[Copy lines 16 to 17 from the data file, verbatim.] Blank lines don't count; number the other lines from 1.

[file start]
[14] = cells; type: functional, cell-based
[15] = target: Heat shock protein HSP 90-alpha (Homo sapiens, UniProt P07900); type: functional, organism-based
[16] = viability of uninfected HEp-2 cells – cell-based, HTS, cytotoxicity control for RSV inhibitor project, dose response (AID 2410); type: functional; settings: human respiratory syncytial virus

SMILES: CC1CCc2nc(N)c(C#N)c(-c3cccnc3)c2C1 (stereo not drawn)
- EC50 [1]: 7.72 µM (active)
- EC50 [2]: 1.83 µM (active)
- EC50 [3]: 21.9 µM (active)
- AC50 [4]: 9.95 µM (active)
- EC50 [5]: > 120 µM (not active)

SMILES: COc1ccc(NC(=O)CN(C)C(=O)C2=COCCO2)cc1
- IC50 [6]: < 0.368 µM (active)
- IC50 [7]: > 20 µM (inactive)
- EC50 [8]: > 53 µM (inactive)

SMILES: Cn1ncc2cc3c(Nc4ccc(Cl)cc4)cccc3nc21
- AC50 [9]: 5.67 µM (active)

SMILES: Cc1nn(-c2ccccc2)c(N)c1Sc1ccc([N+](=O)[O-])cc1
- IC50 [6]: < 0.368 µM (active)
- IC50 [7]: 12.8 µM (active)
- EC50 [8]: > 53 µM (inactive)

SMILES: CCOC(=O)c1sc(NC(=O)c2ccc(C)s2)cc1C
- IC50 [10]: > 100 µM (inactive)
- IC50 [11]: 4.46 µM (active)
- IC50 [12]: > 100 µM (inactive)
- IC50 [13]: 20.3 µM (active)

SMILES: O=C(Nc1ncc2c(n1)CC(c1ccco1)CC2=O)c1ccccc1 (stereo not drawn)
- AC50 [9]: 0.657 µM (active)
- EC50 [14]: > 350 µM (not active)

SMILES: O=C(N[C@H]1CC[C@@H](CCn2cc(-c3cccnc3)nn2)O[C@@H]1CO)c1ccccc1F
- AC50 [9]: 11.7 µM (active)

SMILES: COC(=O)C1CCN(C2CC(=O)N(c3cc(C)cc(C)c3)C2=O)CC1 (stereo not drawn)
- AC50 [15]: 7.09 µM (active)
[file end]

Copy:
SMILES: Cc1nn(-c2ccccc2)c(N)c1Sc1ccc([N+](=O)[O-])cc1
- IC50 [6]: < 0.368 µM (active)